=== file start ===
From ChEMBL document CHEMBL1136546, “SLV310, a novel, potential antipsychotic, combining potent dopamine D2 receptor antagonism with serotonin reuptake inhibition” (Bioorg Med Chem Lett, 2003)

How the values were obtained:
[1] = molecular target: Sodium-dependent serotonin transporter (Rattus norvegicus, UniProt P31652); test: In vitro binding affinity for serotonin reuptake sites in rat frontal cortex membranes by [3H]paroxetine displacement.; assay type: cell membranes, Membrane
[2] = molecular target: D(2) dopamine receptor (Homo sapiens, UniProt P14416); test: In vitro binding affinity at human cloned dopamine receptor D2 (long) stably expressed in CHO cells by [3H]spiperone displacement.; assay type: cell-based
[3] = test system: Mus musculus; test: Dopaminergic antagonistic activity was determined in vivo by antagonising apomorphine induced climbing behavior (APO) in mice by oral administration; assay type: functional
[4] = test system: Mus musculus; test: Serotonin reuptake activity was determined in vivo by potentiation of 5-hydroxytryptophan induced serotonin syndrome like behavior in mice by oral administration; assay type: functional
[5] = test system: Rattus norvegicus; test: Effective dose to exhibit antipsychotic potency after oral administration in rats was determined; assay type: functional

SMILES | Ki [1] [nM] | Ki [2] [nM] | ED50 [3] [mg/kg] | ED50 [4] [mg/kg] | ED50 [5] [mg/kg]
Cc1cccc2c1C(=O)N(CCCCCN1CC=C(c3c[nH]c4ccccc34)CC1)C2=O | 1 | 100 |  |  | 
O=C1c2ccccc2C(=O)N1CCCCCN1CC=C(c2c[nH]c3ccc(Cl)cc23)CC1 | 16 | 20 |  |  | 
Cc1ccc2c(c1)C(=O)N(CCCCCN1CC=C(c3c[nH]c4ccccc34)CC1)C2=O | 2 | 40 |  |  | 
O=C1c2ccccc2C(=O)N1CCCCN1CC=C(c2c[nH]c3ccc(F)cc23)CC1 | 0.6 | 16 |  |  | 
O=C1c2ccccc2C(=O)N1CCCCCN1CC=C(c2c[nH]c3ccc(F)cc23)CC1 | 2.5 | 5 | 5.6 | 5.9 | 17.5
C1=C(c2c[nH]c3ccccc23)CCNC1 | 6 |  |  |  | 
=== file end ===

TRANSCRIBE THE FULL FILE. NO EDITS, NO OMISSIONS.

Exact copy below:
From ChEMBL document CHEMBL1136546, “SLV310, a novel, potential antipsychotic, combining potent dopamine D2 receptor antagonism with serotonin reuptake inhibition” (Bioorg Med Chem Lett, 2003)

How the values were obtained:
[1] = molecular target: Sodium-dependent serotonin transporter (Rattus norvegicus, UniProt P31652); test: In vitro binding affinity for serotonin reuptake sites in rat frontal cortex membranes by [3H]paroxetine displacement.; assay type: cell membranes, Membrane
[2] = molecular target: D(2) dopamine receptor (Homo sapiens, UniProt P14416); test: In vitro binding affinity at human cloned dopamine receptor D2 (long) stably expressed in CHO cells by [3H]spiperone displacement.; assay type: cell-based
[3] = test system: Mus musculus; test: Dopaminergic antagonistic activity was determined in vivo by antagonising apomorphine induced climbing behavior (APO) in mice by oral administration; assay type: functional
[4] = test system: Mus musculus; test: Serotonin reuptake activity was determined in vivo by potentiation of 5-hydroxytryptophan induced serotonin syndrome like behavior in mice by oral administration; assay type: functional
[5] = test system: Rattus norvegicus; test: Effective dose to exhibit antipsychotic potency after oral administration in rats was determined; assay type: functional

SMILES | Ki [1] [nM] | Ki [2] [nM] | ED50 [3] [mg/kg] | ED50 [4] [mg/kg] | ED50 [5] [mg/kg]
Cc1cccc2c1C(=O)N(CCCCCN1CC=C(c3c[nH]c4ccccc34)CC1)C2=O | 1 | 100 |  |  | 
O=C1c2ccccc2C(=O)N1CCCCCN1CC=C(c2c[nH]c3ccc(Cl)cc23)CC1 | 16 | 20 |  |  | 
Cc1ccc2c(c1)C(=O)N(CCCCCN1CC=C(c3c[nH]c4ccccc34)CC1)C2=O | 2 | 40 |  |  | 
O=C1c2ccccc2C(=O)N1CCCCN1CC=C(c2c[nH]c3ccc(F)cc23)CC1 | 0.6 | 16 |  |  | 
O=C1c2ccccc2C(=O)N1CCCCCN1CC=C(c2c[nH]c3ccc(F)cc23)CC1 | 2.5 | 5 | 5.6 | 5.9 | 17.5
C1=C(c2c[nH]c3ccccc23)CCNC1 | 6 |  |  |  | 